Verizon's Absurd ATF, snapvoip.blogspot.com
When we reported about Verizon's Absurd Early Termination Fees, we actually hoped that FCC would step in to help the beraved customers.
We specifically mentioned about the $120 ETF a customer has to pay at the 23rd month of the contract, just a month before the contract expires.
FCC has stepped in and bought both the issues to light and have sent Verizon a letter requesting an explanation of the fees and more. FCC also wants to know about $1.99 fee charged for accidental web usage by customers without data plans.
1. What information about the higher ETF does Verizon Wireless provide to
prospective customers, and when? How do consumers know whether the increased ETF applies to the device and service plan they would like to purchase? Please provide a description of whether or how a customer seeking to sign up for Verizon Wireless service by first selecting a device or service plan on the Verizon Wireless website would be able to find out about the levels and terms and conditions of the ETF, other than by calling up the formal Customer Agreement accessible in small type at the bottom of the web page. Please also provide a detailed description of how consumers receive relevant information across other retail sales channels, including retail outlets and sales made over the phone (if applicable). Please describe the format in which this information is presented, and provide sample materials.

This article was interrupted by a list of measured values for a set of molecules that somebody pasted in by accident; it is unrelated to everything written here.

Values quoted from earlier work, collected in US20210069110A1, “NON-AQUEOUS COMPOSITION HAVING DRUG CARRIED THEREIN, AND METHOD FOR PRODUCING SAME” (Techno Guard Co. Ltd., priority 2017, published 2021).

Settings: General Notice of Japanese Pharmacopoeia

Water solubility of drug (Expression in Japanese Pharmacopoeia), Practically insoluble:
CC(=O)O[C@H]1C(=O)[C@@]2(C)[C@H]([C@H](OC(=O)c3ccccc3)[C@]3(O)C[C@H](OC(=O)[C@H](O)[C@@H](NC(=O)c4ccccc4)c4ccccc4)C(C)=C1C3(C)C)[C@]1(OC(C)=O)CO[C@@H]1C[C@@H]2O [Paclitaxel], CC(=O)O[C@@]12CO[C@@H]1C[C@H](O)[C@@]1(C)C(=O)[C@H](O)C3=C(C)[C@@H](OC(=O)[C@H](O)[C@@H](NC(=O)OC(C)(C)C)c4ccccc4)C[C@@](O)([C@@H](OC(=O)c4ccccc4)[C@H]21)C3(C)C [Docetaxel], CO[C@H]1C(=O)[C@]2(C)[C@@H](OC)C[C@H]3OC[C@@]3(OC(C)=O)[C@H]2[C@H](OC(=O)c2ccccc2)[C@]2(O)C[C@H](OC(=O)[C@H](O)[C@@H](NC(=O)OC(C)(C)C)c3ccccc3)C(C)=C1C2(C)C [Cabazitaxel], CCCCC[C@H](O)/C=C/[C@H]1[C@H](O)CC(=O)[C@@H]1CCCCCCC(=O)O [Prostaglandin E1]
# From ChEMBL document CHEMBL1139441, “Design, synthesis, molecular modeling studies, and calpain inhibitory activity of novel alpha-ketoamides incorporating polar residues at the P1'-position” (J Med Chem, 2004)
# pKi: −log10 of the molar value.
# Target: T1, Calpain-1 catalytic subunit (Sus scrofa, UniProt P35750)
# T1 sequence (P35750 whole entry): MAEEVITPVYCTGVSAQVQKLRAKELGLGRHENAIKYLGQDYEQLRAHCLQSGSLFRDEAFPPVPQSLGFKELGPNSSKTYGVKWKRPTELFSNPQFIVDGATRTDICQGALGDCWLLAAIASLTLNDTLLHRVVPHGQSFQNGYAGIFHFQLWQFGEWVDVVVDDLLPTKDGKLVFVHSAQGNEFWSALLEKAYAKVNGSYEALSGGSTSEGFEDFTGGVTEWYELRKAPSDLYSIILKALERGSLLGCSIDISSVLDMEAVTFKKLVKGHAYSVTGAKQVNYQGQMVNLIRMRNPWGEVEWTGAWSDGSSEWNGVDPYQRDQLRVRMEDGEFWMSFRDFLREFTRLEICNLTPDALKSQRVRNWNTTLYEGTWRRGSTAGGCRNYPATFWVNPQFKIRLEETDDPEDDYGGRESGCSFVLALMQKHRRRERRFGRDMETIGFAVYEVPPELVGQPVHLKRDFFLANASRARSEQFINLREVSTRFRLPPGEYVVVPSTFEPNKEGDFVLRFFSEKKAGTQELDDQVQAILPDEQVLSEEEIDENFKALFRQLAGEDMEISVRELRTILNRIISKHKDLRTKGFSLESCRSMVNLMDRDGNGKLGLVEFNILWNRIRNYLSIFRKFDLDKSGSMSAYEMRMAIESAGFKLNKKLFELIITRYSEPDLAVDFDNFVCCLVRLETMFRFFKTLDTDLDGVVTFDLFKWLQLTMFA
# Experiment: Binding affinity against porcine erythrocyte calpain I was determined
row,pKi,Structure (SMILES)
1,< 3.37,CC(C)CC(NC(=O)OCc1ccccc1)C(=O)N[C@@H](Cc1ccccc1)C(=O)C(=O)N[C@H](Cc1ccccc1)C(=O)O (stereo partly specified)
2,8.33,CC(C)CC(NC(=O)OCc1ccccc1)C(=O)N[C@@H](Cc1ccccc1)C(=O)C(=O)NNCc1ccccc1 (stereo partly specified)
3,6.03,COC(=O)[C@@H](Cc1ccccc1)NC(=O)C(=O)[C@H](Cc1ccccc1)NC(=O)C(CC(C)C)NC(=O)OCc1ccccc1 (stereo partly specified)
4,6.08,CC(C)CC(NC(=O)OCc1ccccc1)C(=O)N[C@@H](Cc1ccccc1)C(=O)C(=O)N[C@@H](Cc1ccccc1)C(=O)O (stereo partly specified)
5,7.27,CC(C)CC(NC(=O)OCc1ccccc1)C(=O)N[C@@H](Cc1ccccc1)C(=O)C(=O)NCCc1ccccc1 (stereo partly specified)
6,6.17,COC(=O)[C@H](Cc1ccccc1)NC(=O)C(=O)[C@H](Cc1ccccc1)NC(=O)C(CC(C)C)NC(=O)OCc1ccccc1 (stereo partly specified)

6. It appears that if a customer cancels a two-year contract after 23 months, the customer would still owe an ETF of $120. Is this correct? If the ETF is meant to recoup the wholesale cost of the phone over the life of the contract, why does a $120 ETF apply?FCC also queried about something else as well. Apparently Verizon customers with data service but with phones equipped with web button are charged $1.99 for accidental usage of these service bu inadvertently pressing the said button. FCC specifically queried about the New York Times article that suggested Verizon's shady tactics to profit from customers who accidentally push a dedicated Mobile Web button on Verizon phones.
8. When does Verizon Wireless charge usage fees for access to Verizon Mobile Web? In particular, is there a minimum data amount or level of access that triggers charges, and if so, what is that amount or level? Which phones sold by Verizon have individual keys pre-programmed to provide for one-press access to various Mobile Web services? Is it correct that customers are charged for minimal, accidental usage by customers using these phones?
9. Can a customer re-program keys that provide for one-press access to various Mobile Web services to disable that function? If so, how can a customer do so, and how does Verizon inform consumers how to re-program these keys? If not, how does Verizon inform consumers that these keys cannot be reprogrammed, and that consumers may be charged for pressing them accidentally? The recentarticle also suggested that, even if a consumer asks to have the Mobile Web feature turned off, charges are incurred for transmission of a blocking notification. Is this correct? If so, are consumers informed that they may incur charges even after turning off the feature?Verizon has until December 17 to respond to the FCC.
Complete letter sent to Verizon by FCC (PDF)